NYC Restaurants Settle ADA Public Accommodation Case Brought by U.S. Attorney

It’s not an employment case, but nevertheless important for ADA watchers. The U.S. Attorney for the Southern District of New York announced yesterday the settlement of alleged ADA Title III violations against owners and operators of three popular Mexican restaurants in New York City.

The U.S. Attorney brought the suit against ROSA MEXICANO COMPANY, WEST 62 OPERATING LLC, FENIX RESTAURANT, INC., and ROSA MEXICANO USQ LLC–owners and operators of the Rosa Mexicano restaurants.

According to the suit, the defendants committed numerous ADA violations at each of Rosa Mexicano’s Manhattan locations: 61 Columbus Avenue (“Rosa Mexicano Lincoln Center”), 1063 First Avenue (“Rosa Mexicano First Avenue”), and 9 East 18th Street (“Rosa Mexicano Union Square”). “Most significantly, Rosa Mexicano Lincoln Center lacks an accessible main entrance, and its “alternate entrance” is also non-compliant in several respects.”

Similarly, Rosa Mexicano First Avenue similarly lacks an accessible entrance, and all three of its restrooms are
inaccessible to persons with disabilities, the U.S. Attorney charged. At Rosa Mexicano Union Square, both the main and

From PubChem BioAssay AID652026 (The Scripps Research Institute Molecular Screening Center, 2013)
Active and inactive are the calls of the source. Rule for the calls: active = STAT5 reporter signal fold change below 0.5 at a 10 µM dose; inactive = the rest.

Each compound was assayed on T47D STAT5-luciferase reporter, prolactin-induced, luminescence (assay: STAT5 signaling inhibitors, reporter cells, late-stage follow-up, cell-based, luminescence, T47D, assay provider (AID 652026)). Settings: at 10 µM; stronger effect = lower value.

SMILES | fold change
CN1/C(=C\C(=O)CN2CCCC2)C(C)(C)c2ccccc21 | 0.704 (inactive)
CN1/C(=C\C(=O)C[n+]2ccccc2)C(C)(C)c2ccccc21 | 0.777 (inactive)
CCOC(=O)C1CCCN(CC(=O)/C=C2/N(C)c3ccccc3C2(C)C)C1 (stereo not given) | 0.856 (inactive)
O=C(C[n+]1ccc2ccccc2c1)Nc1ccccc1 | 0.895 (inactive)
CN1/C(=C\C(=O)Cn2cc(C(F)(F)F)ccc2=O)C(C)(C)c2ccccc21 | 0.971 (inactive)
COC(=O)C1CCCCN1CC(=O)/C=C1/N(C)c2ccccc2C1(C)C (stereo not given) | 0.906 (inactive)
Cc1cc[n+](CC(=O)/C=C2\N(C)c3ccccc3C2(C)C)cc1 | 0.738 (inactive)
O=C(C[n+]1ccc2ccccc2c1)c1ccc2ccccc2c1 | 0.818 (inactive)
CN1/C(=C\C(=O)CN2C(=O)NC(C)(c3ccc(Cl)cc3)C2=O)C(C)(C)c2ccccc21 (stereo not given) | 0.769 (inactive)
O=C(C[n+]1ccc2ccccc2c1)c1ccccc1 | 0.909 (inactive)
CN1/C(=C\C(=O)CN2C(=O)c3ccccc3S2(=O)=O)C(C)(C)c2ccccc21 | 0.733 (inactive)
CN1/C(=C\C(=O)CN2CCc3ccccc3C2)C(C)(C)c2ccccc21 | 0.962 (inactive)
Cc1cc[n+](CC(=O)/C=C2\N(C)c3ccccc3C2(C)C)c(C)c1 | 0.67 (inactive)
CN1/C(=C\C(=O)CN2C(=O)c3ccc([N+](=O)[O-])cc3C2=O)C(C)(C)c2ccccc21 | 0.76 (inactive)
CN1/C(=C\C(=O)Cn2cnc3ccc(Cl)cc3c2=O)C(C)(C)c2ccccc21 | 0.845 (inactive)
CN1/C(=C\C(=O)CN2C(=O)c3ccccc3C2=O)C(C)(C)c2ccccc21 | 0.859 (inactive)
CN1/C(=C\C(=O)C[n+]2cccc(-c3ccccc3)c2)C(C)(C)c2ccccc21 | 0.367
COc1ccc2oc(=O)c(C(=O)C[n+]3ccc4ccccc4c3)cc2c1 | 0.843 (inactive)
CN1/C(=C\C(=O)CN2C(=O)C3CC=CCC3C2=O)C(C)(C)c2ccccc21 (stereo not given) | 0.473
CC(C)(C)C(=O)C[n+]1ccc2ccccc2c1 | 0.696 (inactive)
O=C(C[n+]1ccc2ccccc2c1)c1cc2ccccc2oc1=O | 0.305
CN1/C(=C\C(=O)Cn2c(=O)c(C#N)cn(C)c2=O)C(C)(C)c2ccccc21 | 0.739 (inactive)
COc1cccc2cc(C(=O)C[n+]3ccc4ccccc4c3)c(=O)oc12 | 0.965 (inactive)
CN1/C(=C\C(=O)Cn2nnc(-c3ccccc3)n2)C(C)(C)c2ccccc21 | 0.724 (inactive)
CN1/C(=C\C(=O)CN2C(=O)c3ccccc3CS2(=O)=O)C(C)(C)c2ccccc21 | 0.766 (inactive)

“alternate” entrances fail to comply with the ADA, as do the men’s and women’s restrooms.

Under the consent decree setting the case, the defendants will have to make the restaurants’ entrances, waiting areas, bar areas, dining areas, and restrooms more accessible.

“Notably, the consent decree provides for renovations to the main and alternate entrances at Rosa Mexicano Lincoln Center; the creation of an accessible alternate entrance and the construction of an accessible restroom at Rosa Mexicano First Avenue; and renovations to the entrance and the men’s and women’s restrooms at Rosa Mexicano Union Square.”

The owners and operators of the restaurants will pay a $30,000 civil penalty to the United States, the U.S. Attorney said.

Why does this matter for employers? Because all public accommodations–including employers that let in the public to their premises–are subject to the ADA. Also, if the restaurants were not making their premises accessible to disabled patrons, chances are they weren’t making them accessible to their workers also.

You can read more about the settlements at the U.S. Attorney’s website.

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